EBV-Related Lymphomas: New Approaches to Treatment
Lymphoma (LI Gordon, Section Editor)
First Online: 03 April 2013 DOI:
Cite this article as: Kanakry, J.A. & Ambinder, R.F. Curr. Treat. Options in Oncol. (2013) 14: 224. doi:10.1007/s11864-013-0231-y Opinion statement
In the treatment of Epstein-Barr virus (EBV)-related lymphomas, there are few therapies specifically targeted against the latent virus within these tumors; in most cases the treatment approach is not different than the approach to EBV-negative lymphomas. Nonetheless, current and emerging therapies focused on exploiting aspects of EBV biology may offer more targeted strategies for EBV-positive lymphomas in the future. Conceptually, EBV-specific approaches include bolstering the antiviral/antitumor immune response with vaccines or EBV-specific cytotoxic T-lymphocytes, activating lytic viral genes to render the tumor cells susceptible to antiviral therapies, and inhibiting the downstream prosurvival or antiapoptotic pathways that may be activated by latent EBV proteins. EBV-specific cytotoxic T-cell infusions have proven effective in EBV-related posttransplantation lymphoproliferative disorder (EBV-PTLD) and expanding such adoptive immunotherapies to other EBV-related malignancies is an area of active research. However, other EBV-related lymphomas typically have more restricted, less immunogenic arrays of viral antigens to therapeutically target with adoptive immunotherapy compared with EBV-PTLD. Furthermore, the malignant EBV-positive tumor cells of Hodgkin lymphoma are scattered amid a dense infiltrate of regulatory T-cells, macrophages, and other cells that may dampen the antitumor efficacy of adoptive immunotherapy. Strategies to overcome these obstacles are areas of ongoing preclinical and clinical investigations. Some emerging approaches to EBV-related lymphomas include the coupling of agents that induce lytic viral replication with antiherpesvirus agents, or the use of small molecule inhibitors that block signaling pathways that are constitutively activated by EBV. EBV vaccines seem most promising for the treatment or prevention of EBV-related malignancies, rather than the prevention of primary EBV infection. EBV vaccine trials in patients with residual or low-bulk EBV-related malignancies or for the prevention of EBV-PTLD in EBV-seronegative patients awaiting solid organ transplantation are ongoing.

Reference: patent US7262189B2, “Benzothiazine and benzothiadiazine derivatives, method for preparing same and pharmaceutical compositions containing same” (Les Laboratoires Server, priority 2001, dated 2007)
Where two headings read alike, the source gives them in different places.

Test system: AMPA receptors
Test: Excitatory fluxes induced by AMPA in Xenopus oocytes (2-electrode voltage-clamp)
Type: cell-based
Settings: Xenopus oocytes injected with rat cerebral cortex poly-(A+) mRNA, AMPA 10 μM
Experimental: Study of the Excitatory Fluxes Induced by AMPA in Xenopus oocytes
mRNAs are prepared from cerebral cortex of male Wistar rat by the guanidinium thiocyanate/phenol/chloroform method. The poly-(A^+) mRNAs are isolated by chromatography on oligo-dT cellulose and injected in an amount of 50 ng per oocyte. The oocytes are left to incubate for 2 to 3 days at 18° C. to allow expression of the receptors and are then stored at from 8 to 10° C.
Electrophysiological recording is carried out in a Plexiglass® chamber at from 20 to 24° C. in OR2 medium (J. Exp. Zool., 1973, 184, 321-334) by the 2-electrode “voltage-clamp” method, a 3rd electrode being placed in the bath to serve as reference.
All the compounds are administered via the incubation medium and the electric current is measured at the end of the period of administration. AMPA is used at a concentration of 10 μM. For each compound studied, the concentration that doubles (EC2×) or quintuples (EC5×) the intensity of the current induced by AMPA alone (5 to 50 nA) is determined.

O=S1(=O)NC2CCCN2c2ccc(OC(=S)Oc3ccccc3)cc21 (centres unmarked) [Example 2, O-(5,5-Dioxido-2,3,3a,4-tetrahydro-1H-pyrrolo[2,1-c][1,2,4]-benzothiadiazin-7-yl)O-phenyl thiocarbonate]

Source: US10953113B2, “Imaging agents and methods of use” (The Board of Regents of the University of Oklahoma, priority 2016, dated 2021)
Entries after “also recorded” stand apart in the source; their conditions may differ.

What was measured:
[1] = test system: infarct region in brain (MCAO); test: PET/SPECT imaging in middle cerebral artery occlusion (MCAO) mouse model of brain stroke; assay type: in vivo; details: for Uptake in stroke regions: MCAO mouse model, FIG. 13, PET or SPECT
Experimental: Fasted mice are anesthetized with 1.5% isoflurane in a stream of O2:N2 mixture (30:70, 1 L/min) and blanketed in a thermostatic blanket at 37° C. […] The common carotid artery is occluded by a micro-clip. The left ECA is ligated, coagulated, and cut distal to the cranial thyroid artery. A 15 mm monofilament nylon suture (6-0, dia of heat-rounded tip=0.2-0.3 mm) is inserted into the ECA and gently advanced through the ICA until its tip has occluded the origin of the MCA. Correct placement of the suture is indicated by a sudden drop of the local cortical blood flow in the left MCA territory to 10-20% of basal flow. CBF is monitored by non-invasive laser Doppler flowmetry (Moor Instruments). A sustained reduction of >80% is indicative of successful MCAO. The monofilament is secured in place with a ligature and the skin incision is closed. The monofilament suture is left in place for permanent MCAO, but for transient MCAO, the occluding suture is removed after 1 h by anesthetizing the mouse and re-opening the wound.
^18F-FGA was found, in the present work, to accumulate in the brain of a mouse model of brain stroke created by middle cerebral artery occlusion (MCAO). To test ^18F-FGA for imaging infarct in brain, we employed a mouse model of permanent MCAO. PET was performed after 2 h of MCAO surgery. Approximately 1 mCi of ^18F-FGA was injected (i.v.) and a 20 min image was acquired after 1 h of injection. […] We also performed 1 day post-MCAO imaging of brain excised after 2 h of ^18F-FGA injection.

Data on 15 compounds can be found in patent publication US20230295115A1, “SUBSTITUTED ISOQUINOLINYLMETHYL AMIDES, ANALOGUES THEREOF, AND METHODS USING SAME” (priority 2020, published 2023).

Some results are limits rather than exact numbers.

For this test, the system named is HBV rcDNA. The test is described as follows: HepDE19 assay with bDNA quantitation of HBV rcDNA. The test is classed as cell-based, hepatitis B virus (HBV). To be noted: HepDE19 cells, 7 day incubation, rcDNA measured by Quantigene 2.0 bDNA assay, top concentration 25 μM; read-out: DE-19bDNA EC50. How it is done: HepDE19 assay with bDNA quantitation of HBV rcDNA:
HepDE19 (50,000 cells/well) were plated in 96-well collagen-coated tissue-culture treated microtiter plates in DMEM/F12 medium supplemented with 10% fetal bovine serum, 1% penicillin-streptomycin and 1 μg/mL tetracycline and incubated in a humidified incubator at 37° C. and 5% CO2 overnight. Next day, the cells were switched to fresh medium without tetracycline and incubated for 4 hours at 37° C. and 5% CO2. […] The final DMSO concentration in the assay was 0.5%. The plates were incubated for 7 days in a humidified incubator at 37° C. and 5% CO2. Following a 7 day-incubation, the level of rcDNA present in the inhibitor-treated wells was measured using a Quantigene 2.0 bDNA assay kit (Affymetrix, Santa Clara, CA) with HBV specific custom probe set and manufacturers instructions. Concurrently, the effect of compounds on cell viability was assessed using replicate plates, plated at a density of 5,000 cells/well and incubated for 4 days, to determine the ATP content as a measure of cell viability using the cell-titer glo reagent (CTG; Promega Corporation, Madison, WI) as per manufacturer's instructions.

Keywords Epstein-Barr virus Hodgkin lymphoma Burkitt lymphoma Non-Hodgkin lymphoma Posttransplantation lymphoproliferative disorder HIV-associated lymphomas Immunodeficiency Adoptive T-cell therapy Epstein-Barr virus-specific cytotoxic T cells Rituximab Viral latency Epstein-Barr virus-DNA References and Recommended Reading Papers of particular interest, published recently, have been highlighted as: • Of importance •• Of major importance
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